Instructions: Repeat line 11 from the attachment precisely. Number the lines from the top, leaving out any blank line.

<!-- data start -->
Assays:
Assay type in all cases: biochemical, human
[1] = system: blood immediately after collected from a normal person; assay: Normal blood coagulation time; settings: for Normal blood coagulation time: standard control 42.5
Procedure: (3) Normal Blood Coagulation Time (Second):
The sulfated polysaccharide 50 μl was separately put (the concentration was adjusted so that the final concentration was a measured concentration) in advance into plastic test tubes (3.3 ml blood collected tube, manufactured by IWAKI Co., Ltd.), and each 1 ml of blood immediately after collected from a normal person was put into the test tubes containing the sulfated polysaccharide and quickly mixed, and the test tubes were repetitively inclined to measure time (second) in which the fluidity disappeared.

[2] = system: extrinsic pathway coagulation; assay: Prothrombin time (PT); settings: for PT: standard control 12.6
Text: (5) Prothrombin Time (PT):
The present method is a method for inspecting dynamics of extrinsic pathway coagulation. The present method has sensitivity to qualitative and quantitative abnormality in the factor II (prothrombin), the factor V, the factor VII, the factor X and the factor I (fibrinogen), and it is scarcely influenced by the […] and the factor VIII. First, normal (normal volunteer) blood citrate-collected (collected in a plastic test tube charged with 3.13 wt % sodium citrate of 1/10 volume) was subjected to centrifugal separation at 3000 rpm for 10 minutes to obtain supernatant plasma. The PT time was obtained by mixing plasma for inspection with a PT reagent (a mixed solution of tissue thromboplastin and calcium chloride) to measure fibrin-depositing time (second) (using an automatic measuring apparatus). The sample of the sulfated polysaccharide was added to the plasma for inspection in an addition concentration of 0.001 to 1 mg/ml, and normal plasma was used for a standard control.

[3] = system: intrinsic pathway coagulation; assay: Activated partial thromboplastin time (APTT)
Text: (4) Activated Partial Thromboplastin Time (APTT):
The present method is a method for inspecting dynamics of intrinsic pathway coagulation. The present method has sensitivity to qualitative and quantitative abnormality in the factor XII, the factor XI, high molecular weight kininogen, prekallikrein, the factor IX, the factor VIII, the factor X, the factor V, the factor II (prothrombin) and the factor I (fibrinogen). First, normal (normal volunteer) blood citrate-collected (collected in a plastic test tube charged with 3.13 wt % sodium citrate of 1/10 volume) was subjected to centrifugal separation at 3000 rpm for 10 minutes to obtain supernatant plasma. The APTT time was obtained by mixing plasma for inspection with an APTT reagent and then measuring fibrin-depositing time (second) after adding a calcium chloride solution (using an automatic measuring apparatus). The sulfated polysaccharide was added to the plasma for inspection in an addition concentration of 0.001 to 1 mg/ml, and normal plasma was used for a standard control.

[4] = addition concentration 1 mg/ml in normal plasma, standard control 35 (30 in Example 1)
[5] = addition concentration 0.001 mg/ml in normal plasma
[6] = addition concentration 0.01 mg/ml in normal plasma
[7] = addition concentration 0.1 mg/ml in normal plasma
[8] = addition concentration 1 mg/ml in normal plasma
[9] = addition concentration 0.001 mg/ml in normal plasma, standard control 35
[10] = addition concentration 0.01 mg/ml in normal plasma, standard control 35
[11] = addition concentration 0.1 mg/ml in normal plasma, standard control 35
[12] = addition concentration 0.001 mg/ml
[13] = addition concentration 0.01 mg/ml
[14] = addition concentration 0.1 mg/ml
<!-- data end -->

The present method is a method for inspecting dynamics of intrinsic pathway coagulation. The present method has sensitivity to qualitative and quantitative abnormality in the factor XII, the factor XI, high molecular weight kininogen, prekallikrein, the factor IX, the factor VIII, the factor X, the factor V, the factor II (prothrombin) and the factor I (fibrinogen). First, normal (normal volunteer) blood citrate-collected (collected in a plastic test tube charged with 3.13 wt % sodium citrate of 1/10 volume) was subjected to centrifugal separation at 3000 rpm for 10 minutes to obtain supernatant plasma. The APTT time was obtained by mixing plasma for inspection with an APTT reagent and then measuring fibrin-depositing time (second) after adding a calcium chloride solution (using an automatic measuring apparatus). The sulfated polysaccharide was added to the plasma for inspection in an addition concentration of 0.001 to 1 mg/ml, and normal plasma was used for a standard control.